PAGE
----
Creature comfort … LWB’s Howard Cearns and Nic Trimboli are optimistic.It’s no secret mainstream beer consumption is heading south at the same time as craft- and premium-beer segments continue to grow. Little surprise, then, that Lion recently pounced on a bunch of brands including Guinness, Stella Artois, Little Creatures and White Rabbit.
The Japanese-owned Lion is Australia’s second-largest brewer, producing mainstream beer brands such as Tooheys, XXXX, Swan and the craft offshoot James Squire. The rights to brew Guinness and Stella Artois locally have been held by rival Foster’s for decades, and their transfer to the Lion stable takes on added significance with the takeover bid for Little World Beverages, which produces Little Creatures, White Rabbit and Pipsqueak Cider.
Lion’s premium-craft portfolio suddenly got a whole lot fatter.
Lion already owns about 36 per cent of LWB and the buyout will give them control of breweries in Fremantle and Healesville, plus a healthy slice of the craft-beer market. Another Little Creatures brewery is under construction in Geelong and is due to start production in about April next year, which may have been the tipping point for Lion’s bid, as they have no Victorian brewing facilities.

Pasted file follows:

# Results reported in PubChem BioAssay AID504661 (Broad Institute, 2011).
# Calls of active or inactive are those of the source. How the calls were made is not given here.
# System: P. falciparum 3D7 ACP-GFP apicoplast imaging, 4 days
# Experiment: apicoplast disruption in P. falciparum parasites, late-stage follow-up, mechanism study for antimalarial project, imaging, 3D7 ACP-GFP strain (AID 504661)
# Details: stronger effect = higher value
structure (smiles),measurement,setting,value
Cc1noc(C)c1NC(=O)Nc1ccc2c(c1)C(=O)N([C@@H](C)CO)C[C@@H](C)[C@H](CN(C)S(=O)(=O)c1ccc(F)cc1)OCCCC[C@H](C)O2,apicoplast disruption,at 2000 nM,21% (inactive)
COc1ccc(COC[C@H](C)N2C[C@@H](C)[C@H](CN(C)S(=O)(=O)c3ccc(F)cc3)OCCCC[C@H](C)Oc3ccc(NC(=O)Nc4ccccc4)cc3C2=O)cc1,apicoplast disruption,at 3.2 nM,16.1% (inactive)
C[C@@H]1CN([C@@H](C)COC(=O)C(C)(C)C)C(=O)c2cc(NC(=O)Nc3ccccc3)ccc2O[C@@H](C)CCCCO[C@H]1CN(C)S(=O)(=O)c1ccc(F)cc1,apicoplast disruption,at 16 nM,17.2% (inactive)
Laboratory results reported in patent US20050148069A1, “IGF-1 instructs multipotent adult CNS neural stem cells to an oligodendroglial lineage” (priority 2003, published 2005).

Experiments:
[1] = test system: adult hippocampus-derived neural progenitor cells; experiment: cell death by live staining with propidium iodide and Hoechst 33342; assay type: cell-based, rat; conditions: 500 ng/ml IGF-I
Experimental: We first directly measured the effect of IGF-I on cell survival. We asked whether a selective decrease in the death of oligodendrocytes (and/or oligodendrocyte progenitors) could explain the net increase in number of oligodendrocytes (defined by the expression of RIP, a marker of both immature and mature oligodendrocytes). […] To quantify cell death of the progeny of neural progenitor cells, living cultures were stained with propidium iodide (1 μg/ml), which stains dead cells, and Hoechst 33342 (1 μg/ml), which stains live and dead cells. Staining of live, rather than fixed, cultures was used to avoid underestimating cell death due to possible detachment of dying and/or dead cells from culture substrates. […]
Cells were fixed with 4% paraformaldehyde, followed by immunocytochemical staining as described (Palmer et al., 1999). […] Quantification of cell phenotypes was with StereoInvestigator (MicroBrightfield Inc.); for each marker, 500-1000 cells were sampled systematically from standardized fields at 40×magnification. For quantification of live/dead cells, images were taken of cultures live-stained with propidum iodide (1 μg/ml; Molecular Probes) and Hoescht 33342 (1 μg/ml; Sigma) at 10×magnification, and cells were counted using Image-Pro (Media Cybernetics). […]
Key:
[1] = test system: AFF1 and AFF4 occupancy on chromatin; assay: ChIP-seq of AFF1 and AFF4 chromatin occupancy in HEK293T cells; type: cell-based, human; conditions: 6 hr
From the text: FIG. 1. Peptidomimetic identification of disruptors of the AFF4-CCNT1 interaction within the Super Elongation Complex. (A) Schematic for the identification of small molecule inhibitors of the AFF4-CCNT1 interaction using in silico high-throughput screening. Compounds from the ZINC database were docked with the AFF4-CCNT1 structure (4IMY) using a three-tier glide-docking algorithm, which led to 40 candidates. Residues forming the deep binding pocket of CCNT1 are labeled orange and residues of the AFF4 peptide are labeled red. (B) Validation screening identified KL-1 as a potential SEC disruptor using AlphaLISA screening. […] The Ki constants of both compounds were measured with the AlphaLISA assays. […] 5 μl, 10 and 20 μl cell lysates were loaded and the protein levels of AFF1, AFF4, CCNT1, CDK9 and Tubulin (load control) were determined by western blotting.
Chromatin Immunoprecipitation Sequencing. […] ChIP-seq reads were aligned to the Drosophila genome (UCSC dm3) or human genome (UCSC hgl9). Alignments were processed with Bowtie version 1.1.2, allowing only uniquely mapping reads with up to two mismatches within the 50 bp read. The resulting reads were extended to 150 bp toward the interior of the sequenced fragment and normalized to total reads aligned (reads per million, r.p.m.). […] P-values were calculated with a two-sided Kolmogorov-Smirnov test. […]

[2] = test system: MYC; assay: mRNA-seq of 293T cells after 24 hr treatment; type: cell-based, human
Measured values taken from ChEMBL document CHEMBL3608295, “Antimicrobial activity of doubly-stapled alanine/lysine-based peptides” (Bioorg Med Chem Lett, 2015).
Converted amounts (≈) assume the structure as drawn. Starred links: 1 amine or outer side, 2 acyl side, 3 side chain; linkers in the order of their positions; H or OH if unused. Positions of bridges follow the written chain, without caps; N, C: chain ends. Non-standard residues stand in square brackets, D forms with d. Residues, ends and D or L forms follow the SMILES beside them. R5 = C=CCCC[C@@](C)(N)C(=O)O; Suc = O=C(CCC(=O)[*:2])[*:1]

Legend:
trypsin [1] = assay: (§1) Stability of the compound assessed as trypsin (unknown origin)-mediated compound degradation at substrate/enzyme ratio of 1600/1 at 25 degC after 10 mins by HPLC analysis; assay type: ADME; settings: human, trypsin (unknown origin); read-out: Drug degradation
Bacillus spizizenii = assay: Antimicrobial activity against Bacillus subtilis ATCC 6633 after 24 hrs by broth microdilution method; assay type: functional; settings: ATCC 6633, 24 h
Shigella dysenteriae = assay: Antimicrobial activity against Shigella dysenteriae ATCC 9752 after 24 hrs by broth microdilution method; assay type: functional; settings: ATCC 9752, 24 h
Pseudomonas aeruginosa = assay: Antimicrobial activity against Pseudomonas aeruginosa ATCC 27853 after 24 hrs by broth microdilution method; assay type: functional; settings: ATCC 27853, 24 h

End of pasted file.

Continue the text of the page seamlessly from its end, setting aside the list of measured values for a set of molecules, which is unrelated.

”Lion chose the timing and for shareholders it was a good offer and a good process,” a director of LWB, Howard Cearns, says.
”Who knows what is the right time [to sell] but weighing it all up it didn’t feel wrong.
”I believe Lion has a commitment to preserve the product standards, if not even build upon the consistency. [They recognise] that the people and culture that exists are very important to the company’s success.
”No doubt it’s [a] changing of the guard but [there are] plenty of great people to make sure the story continues.”
LWB also has three hospitality venues, in Fremantle, Healesville and Melbourne. It will be interesting to watch their progress under the new regime – major Australian breweries have shown little enthusiasm to run pubs and bars in recent times.
Cearns says he and fellow Little Creatures founder, Nic Trimboli, have ”no regrets” about accepting Lion’s offer but ”certainly some tinges of sadness to be letting go. Also a sense of satisfaction among founders [about] what we created and contributed to the growth of craft in this country.”
Another intriguing piece of the LWB buyout involves the 20 per cent share they hold in Byron Bay craft brewer Stone & Wood. The latter’s head brewer and co-owner, Brad Rogers, says the Lion bid had come ”out of the blue” and he is unclear how the big brewery’s part-ownership will affect Stone & Wood.
The changes also added significance to the pair of limited-edition brews that arrived on my desk from Little Creatures and the Lion-owned Malt Shovel Brewery. In line with recent Little Creatures Single Batch brews, Day of the Long Shadow is a complex, high-alcohol ale – something with higher production costs seen more as a marketing tool than profit-maker. It’s just the sort of thing an accountant sitting in a big brewery head office might decide isn’t worth the investment.
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